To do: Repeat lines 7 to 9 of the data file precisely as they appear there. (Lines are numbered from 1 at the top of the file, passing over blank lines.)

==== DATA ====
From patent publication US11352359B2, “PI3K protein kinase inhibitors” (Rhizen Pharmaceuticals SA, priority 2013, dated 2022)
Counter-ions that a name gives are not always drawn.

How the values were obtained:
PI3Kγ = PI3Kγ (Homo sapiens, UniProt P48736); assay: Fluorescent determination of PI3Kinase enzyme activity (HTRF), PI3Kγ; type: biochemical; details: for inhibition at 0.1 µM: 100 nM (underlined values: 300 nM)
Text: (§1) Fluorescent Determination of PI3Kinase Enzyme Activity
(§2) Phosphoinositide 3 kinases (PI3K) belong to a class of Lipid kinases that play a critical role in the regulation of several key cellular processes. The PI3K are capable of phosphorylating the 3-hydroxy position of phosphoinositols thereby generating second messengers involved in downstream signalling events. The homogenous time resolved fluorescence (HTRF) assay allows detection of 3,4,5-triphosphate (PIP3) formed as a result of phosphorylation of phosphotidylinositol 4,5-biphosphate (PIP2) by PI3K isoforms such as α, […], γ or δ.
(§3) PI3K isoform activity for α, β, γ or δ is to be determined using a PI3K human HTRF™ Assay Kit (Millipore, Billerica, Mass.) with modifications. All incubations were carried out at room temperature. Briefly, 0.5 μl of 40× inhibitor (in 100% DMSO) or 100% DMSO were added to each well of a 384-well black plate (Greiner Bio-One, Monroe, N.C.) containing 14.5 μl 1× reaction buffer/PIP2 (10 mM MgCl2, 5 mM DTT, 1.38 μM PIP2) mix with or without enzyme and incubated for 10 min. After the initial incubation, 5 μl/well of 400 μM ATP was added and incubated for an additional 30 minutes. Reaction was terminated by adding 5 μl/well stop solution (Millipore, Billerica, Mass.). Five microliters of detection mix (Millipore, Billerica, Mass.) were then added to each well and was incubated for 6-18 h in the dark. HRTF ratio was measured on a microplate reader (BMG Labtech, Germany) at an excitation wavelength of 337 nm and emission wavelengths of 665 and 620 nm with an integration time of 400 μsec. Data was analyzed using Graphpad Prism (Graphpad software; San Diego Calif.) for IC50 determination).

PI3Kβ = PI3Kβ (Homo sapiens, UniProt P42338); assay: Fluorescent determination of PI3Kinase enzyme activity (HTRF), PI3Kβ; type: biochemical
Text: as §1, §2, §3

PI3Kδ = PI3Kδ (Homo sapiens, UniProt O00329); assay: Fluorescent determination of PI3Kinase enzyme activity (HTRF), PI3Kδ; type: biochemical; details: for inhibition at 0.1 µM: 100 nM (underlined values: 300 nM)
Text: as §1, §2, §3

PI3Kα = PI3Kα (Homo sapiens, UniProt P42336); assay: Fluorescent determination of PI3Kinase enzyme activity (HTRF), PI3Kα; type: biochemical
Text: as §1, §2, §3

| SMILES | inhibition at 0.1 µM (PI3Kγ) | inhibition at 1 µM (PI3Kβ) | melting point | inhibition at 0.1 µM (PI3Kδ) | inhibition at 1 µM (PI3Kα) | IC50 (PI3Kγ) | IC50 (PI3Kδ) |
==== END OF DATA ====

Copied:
(§3) PI3K isoform activity for α, β, γ or δ is to be determined using a PI3K human HTRF™ Assay Kit (Millipore, Billerica, Mass.) with modifications. All incubations were carried out at room temperature. Briefly, 0.5 μl of 40× inhibitor (in 100% DMSO) or 100% DMSO were added to each well of a 384-well black plate (Greiner Bio-One, Monroe, N.C.) containing 14.5 μl 1× reaction buffer/PIP2 (10 mM MgCl2, 5 mM DTT, 1.38 μM PIP2) mix with or without enzyme and incubated for 10 min. After the initial incubation, 5 μl/well of 400 μM ATP was added and incubated for an additional 30 minutes. Reaction was terminated by adding 5 μl/well stop solution (Millipore, Billerica, Mass.). Five microliters of detection mix (Millipore, Billerica, Mass.) were then added to each well and was incubated for 6-18 h in the dark. HRTF ratio was measured on a microplate reader (BMG Labtech, Germany) at an excitation wavelength of 337 nm and emission wavelengths of 665 and 620 nm with an integration time of 400 μsec. Data was analyzed using Graphpad Prism (Graphpad software; San Diego Calif.) for IC50 determination).

PI3Kβ = PI3Kβ (Homo sapiens, UniProt P42338); assay: Fluorescent determination of PI3Kinase enzyme activity (HTRF), PI3Kβ; type: biochemical
Text: as §1, §2, §3